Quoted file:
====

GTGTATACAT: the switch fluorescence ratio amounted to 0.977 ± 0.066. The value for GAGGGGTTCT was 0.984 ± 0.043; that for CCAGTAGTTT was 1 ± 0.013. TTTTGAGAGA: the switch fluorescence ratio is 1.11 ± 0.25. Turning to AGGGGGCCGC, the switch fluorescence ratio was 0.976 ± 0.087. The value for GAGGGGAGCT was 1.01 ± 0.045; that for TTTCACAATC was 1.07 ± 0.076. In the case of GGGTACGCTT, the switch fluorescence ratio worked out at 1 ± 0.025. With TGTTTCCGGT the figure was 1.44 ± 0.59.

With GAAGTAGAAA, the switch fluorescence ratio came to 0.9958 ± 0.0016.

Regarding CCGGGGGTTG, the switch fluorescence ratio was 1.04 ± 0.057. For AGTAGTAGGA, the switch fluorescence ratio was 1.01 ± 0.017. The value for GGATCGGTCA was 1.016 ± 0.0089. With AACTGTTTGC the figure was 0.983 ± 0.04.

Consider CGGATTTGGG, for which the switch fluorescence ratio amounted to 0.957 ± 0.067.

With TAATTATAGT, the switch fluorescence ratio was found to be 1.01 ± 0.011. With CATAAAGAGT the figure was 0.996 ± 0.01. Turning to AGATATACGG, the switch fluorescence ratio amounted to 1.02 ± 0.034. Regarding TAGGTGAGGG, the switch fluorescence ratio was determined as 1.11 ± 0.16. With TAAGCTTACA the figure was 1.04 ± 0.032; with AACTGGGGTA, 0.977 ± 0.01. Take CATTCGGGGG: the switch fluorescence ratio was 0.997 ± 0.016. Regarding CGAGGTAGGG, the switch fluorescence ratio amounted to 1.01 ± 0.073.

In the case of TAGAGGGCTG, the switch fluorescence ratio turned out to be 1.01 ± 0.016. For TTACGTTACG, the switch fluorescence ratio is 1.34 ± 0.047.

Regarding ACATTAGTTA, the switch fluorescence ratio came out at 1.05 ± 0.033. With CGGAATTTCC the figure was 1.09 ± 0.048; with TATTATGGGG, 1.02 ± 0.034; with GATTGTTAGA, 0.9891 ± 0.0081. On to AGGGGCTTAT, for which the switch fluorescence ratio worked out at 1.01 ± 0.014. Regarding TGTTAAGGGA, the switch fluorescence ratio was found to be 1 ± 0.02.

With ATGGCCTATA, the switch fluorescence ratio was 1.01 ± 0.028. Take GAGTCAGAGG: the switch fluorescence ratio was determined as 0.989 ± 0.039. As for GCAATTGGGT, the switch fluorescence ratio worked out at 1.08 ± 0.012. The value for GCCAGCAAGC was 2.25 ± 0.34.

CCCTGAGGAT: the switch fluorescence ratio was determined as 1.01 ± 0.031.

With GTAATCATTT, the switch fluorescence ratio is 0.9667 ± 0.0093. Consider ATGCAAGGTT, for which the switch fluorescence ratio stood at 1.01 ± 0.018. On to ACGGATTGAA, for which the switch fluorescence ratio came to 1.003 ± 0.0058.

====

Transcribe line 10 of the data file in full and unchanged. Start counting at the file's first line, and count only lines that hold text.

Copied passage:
With GTAATCATTT, the switch fluorescence ratio is 0.9667 ± 0.0093. Consider ATGCAAGGTT, for which the switch fluorescence ratio stood at 1.01 ± 0.018. On to ACGGATTGAA, for which the switch fluorescence ratio came to 1.003 ± 0.0058.